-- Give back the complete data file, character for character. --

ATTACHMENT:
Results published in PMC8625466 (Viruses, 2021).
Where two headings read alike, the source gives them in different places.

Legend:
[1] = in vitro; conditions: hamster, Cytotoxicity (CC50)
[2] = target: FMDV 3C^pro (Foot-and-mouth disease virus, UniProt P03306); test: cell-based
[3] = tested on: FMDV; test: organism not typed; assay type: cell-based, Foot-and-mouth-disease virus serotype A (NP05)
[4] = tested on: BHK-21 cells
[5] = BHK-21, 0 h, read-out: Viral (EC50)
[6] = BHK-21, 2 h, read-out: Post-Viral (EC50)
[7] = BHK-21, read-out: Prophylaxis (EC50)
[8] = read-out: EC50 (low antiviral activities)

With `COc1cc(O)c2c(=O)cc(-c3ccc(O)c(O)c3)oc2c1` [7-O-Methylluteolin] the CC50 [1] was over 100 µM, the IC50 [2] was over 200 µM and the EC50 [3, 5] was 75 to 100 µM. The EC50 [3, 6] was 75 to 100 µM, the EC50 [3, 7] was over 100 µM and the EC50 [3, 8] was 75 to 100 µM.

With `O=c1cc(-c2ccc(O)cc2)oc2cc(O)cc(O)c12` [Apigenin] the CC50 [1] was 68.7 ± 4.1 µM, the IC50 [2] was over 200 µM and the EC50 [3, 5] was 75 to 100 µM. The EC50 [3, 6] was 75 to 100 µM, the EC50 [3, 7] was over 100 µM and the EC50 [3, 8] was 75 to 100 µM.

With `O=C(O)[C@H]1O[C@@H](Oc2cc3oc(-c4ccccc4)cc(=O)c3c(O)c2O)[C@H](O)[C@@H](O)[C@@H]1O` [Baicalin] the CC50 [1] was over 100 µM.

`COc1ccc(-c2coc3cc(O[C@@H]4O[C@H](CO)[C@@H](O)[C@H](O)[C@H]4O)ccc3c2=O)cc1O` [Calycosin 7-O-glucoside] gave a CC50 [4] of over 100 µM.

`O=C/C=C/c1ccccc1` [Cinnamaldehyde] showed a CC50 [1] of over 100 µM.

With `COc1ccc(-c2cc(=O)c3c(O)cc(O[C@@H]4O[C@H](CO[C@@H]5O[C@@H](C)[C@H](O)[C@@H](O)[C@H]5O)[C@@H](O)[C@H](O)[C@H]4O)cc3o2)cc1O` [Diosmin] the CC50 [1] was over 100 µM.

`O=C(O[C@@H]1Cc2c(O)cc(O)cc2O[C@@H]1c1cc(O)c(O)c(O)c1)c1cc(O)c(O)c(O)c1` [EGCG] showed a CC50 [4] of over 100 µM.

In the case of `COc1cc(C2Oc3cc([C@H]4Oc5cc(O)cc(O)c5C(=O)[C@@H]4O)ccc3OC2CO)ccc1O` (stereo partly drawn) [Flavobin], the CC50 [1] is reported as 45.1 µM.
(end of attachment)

Results published in PMC8625466 (Viruses, 2021).
Where two headings read alike, the source gives them in different places.

Legend:
[1] = in vitro; conditions: hamster, Cytotoxicity (CC50)
[2] = target: FMDV 3C^pro (Foot-and-mouth disease virus, UniProt P03306); test: cell-based
[3] = tested on: FMDV; test: organism not typed; assay type: cell-based, Foot-and-mouth-disease virus serotype A (NP05)
[4] = tested on: BHK-21 cells
[5] = BHK-21, 0 h, read-out: Viral (EC50)
[6] = BHK-21, 2 h, read-out: Post-Viral (EC50)
[7] = BHK-21, read-out: Prophylaxis (EC50)
[8] = read-out: EC50 (low antiviral activities)

With `COc1cc(O)c2c(=O)cc(-c3ccc(O)c(O)c3)oc2c1` [7-O-Methylluteolin] the CC50 [1] was over 100 µM, the IC50 [2] was over 200 µM and the EC50 [3, 5] was 75 to 100 µM. The EC50 [3, 6] was 75 to 100 µM, the EC50 [3, 7] was over 100 µM and the EC50 [3, 8] was 75 to 100 µM.

With `O=c1cc(-c2ccc(O)cc2)oc2cc(O)cc(O)c12` [Apigenin] the CC50 [1] was 68.7 ± 4.1 µM, the IC50 [2] was over 200 µM and the EC50 [3, 5] was 75 to 100 µM. The EC50 [3, 6] was 75 to 100 µM, the EC50 [3, 7] was over 100 µM and the EC50 [3, 8] was 75 to 100 µM.

With `O=C(O)[C@H]1O[C@@H](Oc2cc3oc(-c4ccccc4)cc(=O)c3c(O)c2O)[C@H](O)[C@@H](O)[C@@H]1O` [Baicalin] the CC50 [1] was over 100 µM.

`COc1ccc(-c2coc3cc(O[C@@H]4O[C@H](CO)[C@@H](O)[C@H](O)[C@H]4O)ccc3c2=O)cc1O` [Calycosin 7-O-glucoside] gave a CC50 [4] of over 100 µM.

`O=C/C=C/c1ccccc1` [Cinnamaldehyde] showed a CC50 [1] of over 100 µM.

With `COc1ccc(-c2cc(=O)c3c(O)cc(O[C@@H]4O[C@H](CO[C@@H]5O[C@@H](C)[C@H](O)[C@@H](O)[C@H]5O)[C@@H](O)[C@H](O)[C@H]4O)cc3o2)cc1O` [Diosmin] the CC50 [1] was over 100 µM.

`O=C(O[C@@H]1Cc2c(O)cc(O)cc2O[C@@H]1c1cc(O)c(O)c(O)c1)c1cc(O)c(O)c(O)c1` [EGCG] showed a CC50 [4] of over 100 µM.

In the case of `COc1cc(C2Oc3cc([C@H]4Oc5cc(O)cc(O)c5C(=O)[C@@H]4O)ccc3OC2CO)ccc1O` (stereo partly drawn) [Flavobin], the CC50 [1] is reported as 45.1 µM.